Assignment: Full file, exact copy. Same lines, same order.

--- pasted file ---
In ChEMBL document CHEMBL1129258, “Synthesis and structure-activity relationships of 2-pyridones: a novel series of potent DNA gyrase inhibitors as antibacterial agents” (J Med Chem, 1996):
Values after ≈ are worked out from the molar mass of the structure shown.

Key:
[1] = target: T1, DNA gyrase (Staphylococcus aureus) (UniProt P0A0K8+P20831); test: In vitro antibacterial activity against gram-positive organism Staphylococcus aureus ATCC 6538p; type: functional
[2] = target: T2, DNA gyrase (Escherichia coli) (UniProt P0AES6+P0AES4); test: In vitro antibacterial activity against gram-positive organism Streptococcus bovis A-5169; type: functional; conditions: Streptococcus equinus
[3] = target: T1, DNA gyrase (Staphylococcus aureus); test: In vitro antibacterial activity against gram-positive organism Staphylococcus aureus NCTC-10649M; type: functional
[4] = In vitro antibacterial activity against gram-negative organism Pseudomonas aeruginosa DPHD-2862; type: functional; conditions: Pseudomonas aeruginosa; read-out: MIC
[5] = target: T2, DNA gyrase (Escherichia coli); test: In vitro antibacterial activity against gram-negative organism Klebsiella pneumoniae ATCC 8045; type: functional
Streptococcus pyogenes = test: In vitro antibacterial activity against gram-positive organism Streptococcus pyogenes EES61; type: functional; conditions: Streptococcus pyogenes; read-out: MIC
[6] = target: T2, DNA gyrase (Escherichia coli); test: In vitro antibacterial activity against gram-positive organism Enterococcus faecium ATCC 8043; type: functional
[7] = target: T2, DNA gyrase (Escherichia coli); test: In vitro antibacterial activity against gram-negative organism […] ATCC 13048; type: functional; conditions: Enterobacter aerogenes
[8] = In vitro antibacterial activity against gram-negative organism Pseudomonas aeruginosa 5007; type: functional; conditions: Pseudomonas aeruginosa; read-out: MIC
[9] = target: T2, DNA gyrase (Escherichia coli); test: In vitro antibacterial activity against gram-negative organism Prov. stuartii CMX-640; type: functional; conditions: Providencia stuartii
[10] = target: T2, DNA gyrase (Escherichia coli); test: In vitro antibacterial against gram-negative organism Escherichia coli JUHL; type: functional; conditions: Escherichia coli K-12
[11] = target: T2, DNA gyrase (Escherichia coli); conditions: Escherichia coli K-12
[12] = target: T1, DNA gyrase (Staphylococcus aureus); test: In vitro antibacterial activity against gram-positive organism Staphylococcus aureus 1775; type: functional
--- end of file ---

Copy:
In ChEMBL document CHEMBL1129258, “Synthesis and structure-activity relationships of 2-pyridones: a novel series of potent DNA gyrase inhibitors as antibacterial agents” (J Med Chem, 1996):
Values after ≈ are worked out from the molar mass of the structure shown.

Key:
[1] = target: T1, DNA gyrase (Staphylococcus aureus) (UniProt P0A0K8+P20831); test: In vitro antibacterial activity against gram-positive organism Staphylococcus aureus ATCC 6538p; type: functional
[2] = target: T2, DNA gyrase (Escherichia coli) (UniProt P0AES6+P0AES4); test: In vitro antibacterial activity against gram-positive organism Streptococcus bovis A-5169; type: functional; conditions: Streptococcus equinus
[3] = target: T1, DNA gyrase (Staphylococcus aureus); test: In vitro antibacterial activity against gram-positive organism Staphylococcus aureus NCTC-10649M; type: functional
[4] = In vitro antibacterial activity against gram-negative organism Pseudomonas aeruginosa DPHD-2862; type: functional; conditions: Pseudomonas aeruginosa; read-out: MIC
[5] = target: T2, DNA gyrase (Escherichia coli); test: In vitro antibacterial activity against gram-negative organism Klebsiella pneumoniae ATCC 8045; type: functional
Streptococcus pyogenes = test: In vitro antibacterial activity against gram-positive organism Streptococcus pyogenes EES61; type: functional; conditions: Streptococcus pyogenes; read-out: MIC
[6] = target: T2, DNA gyrase (Escherichia coli); test: In vitro antibacterial activity against gram-positive organism Enterococcus faecium ATCC 8043; type: functional
[7] = target: T2, DNA gyrase (Escherichia coli); test: In vitro antibacterial activity against gram-negative organism […] ATCC 13048; type: functional; conditions: Enterobacter aerogenes
[8] = In vitro antibacterial activity against gram-negative organism Pseudomonas aeruginosa 5007; type: functional; conditions: Pseudomonas aeruginosa; read-out: MIC
[9] = target: T2, DNA gyrase (Escherichia coli); test: In vitro antibacterial activity against gram-negative organism Prov. stuartii CMX-640; type: functional; conditions: Providencia stuartii
[10] = target: T2, DNA gyrase (Escherichia coli); test: In vitro antibacterial against gram-negative organism Escherichia coli JUHL; type: functional; conditions: Escherichia coli K-12
[11] = target: T2, DNA gyrase (Escherichia coli); conditions: Escherichia coli K-12
[12] = target: T1, DNA gyrase (Staphylococcus aureus); test: In vitro antibacterial activity against gram-positive organism Staphylococcus aureus 1775; type: functional